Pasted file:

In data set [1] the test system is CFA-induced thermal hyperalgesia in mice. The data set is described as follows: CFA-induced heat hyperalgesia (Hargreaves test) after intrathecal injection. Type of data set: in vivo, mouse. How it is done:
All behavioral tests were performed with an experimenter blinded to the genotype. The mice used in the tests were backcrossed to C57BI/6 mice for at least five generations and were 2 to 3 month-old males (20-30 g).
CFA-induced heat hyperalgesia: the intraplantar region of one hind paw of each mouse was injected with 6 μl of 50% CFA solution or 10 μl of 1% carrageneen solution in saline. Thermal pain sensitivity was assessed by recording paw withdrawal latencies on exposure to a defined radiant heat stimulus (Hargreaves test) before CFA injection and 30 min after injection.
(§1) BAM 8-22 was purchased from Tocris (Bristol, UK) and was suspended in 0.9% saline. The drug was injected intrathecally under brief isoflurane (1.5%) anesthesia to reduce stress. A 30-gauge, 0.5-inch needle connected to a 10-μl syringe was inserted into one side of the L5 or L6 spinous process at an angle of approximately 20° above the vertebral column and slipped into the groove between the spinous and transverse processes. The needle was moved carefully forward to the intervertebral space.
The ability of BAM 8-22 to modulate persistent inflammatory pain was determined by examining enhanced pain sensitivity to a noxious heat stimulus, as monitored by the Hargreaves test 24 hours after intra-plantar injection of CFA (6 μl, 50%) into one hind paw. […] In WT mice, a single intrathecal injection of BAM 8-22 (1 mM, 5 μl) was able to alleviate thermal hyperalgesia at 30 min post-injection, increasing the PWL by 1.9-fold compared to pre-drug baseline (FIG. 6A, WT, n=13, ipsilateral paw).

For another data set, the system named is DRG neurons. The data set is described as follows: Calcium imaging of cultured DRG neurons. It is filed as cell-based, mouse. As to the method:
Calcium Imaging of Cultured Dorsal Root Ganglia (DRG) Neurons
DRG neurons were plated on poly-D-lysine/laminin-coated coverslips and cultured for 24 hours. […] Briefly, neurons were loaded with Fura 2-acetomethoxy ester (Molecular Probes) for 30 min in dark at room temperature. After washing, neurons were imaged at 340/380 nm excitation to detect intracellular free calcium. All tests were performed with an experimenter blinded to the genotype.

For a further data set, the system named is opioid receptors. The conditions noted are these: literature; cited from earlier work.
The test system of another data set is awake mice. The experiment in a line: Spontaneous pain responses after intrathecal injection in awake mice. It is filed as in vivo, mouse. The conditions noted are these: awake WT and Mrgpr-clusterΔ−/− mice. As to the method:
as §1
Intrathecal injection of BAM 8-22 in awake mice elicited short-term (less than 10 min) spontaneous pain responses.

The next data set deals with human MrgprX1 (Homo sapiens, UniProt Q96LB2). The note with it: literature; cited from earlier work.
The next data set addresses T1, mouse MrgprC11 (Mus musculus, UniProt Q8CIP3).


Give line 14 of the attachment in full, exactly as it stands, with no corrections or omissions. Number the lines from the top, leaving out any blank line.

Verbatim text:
The next data set addresses T1, mouse MrgprC11 (Mus musculus, UniProt Q8CIP3).